Azole antifungals and new targeted therapies for hematological malignancy.


Lindsay J, Teh BW, Micklethwaite K, Slavin M.
Curr Opin Infect Dis. 2019 Dec;32(6):538-545.



With the introduction of new targeted therapies for hematological malignancies comes the challenges of both assessing the risk of developing an IFD while being treated with these agents, as well as managing the drug--drug interactions between azole antifungals and the agents.


New targeted therapies for hematological malignancy include chimeric antigen receptor T cells (CAR T cells), Bi-specific T-cell Engager (BiTE) blinatumomab, and the antibody-drug conjugate (ADC) of calicheamicin inotuzumab ozogamicin for acute lymphoblasic leukemia (ALL) and lymphoma; the Bruton's tyrosine kinase (BTK) inhibitor ibrutinib and phosphatidylinositol 3-kinase (PI3Kδ) inhibitor idelalisib for lymphoma and graft-versus-host disease (GVHD); FMS-like tyrosine kinase 3 (FLT3) inhibitors, such as midostaurin, sorafenib and gilteritinib for acute myeloid leukemia (AML); and the BCL-2 inhibitor venetoclax for a range of hematological malignancies including lymphoma and leukemia. This review summarizes recommendations for IFD prophylaxis using these therapies and evidence for managing concomitant azole administration.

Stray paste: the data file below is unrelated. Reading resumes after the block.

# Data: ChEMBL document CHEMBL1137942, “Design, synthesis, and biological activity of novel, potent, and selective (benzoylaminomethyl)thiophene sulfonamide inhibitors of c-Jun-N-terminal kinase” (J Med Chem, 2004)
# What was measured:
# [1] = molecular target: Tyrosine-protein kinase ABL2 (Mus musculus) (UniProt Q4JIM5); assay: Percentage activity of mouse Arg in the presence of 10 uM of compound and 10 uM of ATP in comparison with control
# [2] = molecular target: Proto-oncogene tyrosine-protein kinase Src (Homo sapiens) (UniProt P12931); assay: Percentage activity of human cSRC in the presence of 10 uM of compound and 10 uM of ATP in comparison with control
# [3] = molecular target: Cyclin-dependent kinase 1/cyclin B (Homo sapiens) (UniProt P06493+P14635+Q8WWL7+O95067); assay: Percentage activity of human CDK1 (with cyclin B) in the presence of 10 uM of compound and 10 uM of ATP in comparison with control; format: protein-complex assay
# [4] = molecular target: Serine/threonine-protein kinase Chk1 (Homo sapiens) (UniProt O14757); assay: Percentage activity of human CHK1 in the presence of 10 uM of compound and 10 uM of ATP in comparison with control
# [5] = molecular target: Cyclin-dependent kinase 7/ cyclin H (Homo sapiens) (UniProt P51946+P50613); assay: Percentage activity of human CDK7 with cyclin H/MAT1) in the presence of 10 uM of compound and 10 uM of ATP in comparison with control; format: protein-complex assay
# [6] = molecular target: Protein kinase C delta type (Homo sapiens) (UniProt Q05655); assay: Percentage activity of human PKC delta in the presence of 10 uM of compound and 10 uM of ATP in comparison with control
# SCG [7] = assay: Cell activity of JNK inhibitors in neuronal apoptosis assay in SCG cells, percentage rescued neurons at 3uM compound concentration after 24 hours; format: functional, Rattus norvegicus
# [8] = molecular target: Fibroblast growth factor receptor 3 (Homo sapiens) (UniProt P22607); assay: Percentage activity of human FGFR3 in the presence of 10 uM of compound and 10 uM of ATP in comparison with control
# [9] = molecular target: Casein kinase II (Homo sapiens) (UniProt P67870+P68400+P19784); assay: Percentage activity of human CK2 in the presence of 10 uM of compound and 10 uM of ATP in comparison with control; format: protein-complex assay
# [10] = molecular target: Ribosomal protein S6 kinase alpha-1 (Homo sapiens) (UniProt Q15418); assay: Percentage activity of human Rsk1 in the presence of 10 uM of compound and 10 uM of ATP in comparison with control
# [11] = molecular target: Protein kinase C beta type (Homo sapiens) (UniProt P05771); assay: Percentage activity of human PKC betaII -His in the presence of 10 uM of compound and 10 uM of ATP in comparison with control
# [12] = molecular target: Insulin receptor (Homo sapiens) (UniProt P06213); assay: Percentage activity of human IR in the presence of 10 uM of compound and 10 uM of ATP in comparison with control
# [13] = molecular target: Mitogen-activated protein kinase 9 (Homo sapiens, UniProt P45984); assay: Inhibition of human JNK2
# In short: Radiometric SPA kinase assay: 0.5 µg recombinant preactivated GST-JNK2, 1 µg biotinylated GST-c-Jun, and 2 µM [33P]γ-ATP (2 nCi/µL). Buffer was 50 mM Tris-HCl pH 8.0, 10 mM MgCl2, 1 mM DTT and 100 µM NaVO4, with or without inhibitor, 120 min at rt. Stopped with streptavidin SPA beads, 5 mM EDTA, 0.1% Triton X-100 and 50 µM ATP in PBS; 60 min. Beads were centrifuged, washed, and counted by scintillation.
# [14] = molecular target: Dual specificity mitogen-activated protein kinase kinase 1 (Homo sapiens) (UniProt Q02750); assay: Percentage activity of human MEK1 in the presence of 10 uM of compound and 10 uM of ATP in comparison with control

Whilst some evidence exists to guide IFD prophylaxis using new targeted therapies for hematological malignancies, there is an overall lack of descriptive, robust studies specifically describing IFD risk and management. With the emergence of novel agents, clinical judgment must be used to assess the risk of developing an IFD. Care must also be taken when administering azoles with drug--drug interactions, often requiring dose adjustment of the cancer therapies.